Photo: Courtesy of Sundance The Sundance Film Festival is once again upon us. Actors are becoming feature directors (Rupert Everett, Paul Dano, Ethan Hawke, Idris Elba). Comedies are being conflated with dramas. And Ann Dowd and Andrea Riseborough are lacing up their snow boots to walk to a lot of press events. (They will appear in a combined seven movies at the Park City fest.) Some new careers will be jump-started, while other industry veterans will acquire a fresh patina of indie credibility, and every movie will be racing to catch Sorry to Bother You , which has the inside lane on all other competitors in the U.S. Dramatic category. But why is it the front-runner when all we have are a bunch of brief plot synopses and some cast lists? Because, “In a speculative and dystopian not-too-distant future, black telemarketer Cassius Green discovers a magical key to professional success — which propels him into a macabre universe.” The movie, which was written and directed by Boots Riley, also stars Lakeith Stanfield, Tessa Thompson, Steven Yeun, Jermaine Fowler, Armie Hammer, and Omari Hardwick. Our apologies to everyone not involved in the making of Sorry to Bother , and we wish you all the best of luck in January. U.S. Dramatic Competition American Animals (Director and screenwriter: Bart Layton) — The unbelievable but mostly true story of four young men who mistake their lives for a movie and attempt one of the most audacious art heists in U.S. history. Cast: Evan Peters, Barry Keoghan, Blake Jenner, Jared Abrahamson, Ann Dowd, Udo Kier. World premiere. Blaze (Director: Ethan Hawke) — A reimagining of the life and times of Blaze Foley, the unsung songwriting legend of the Texas Outlaw Music movement; he gave up paradise for the sake of a song. Cast: Benjamin Dickey, Alia Shawkat, Josh Hamilton, Charlie Sexton. World premiere. Blindspotting (Director: Carlos Lopez Estrada) — A buddy comedy in a world that won’t let it be one. Cast: … [Read more...] about The 2018 Sundance Lineup Has Been Announced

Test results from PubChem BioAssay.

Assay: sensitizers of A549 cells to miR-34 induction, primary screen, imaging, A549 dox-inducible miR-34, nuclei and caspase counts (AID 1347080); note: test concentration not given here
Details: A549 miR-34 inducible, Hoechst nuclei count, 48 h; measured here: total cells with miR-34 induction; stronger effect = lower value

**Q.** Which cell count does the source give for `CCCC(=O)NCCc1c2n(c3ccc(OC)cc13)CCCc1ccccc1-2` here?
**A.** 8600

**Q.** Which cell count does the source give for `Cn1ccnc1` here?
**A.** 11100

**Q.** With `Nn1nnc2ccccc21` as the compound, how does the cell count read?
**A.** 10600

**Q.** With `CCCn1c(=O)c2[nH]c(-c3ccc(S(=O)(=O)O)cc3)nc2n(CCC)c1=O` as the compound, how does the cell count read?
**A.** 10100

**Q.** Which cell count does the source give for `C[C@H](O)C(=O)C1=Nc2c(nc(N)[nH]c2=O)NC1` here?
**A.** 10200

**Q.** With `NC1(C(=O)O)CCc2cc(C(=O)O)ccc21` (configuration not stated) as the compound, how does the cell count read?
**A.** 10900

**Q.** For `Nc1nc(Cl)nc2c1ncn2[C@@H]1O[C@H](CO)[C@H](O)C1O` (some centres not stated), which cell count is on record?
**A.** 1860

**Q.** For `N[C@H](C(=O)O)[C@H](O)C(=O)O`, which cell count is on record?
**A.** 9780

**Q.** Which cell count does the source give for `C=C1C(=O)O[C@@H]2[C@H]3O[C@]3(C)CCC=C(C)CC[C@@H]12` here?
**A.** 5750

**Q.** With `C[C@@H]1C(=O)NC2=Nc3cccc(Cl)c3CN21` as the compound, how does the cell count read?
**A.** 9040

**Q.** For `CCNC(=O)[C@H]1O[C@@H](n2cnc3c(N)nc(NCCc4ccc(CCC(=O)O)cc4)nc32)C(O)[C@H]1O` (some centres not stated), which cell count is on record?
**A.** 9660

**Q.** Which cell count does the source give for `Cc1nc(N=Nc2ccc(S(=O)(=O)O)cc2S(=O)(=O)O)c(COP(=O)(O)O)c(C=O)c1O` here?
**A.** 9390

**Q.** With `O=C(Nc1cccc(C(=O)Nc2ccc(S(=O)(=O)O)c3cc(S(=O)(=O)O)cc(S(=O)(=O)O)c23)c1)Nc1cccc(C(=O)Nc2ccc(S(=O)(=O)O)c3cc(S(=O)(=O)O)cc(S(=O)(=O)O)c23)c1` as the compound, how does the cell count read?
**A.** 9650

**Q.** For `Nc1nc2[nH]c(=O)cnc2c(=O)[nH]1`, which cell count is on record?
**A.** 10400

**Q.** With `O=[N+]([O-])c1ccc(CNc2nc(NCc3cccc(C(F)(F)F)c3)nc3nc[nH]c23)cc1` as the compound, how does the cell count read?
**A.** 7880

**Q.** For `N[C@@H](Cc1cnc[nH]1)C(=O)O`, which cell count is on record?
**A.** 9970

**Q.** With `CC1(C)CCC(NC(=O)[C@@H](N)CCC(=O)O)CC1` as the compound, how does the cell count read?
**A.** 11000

Khaled isn’t the last guy carrying the torch for DJ-themed albums, but he is the most vocal and entertaining, the one angling for the biggest fish and, more often than not, hooking his catch. Photo: DJ Khaled/YouTube What makes a hit record soar? Is it vibrant melodies and impactful lyrics syncing up with driving, anthemic production? Is it the world-beating verve of a hungry new artist with a unique history and perspective? Is it the comforting voice of a household name or the familiarity of a beloved, time-tested melody reinterpreted for modern times? Is it all just chemistry, the careful mixing and matching of star power? These questions seem crucial to understanding the career path of DJ Khaled , the Palestinian American South Florida radio personality turned mogul, advertiser, and influencer who, 15 years ago this spring, dived into the business of star-studded rap compilations with 2006’s Listennn … The Album and never looked back. Khaled records carry on the same traditions as old DJ Clue and Kid Capri tapes and the tie-in soundtracks to films like Friday or Romeo Must Die , where an executive producer leverages their relationships with talented performers in order to hip the public to music that might not otherwise see release. Rappers make much more music than what we hear once or twice a year when a proper project drops. The enterprising compilation curator excels at coaxing artists into liberating gems from the vault or composing new music around a theme, and this sometimes results in classics like Romeo Must Die ’s Aaliyah and DMX hit “ Come Back in One Piece .” Now, with a fertile ecology of leaks sourced by hacks and files swiped out of studios, and with the curator class being poached by streaming services to pump out themed playlists, there isn’t as much of a drive to concoct commercial releases to house potent loosies from famous stars. (They can just drop a “pack” or a compilation of their own. Drake’s 2019 Care Package … [Read more...] about DJ Khaled Will Never Change. Why Should He?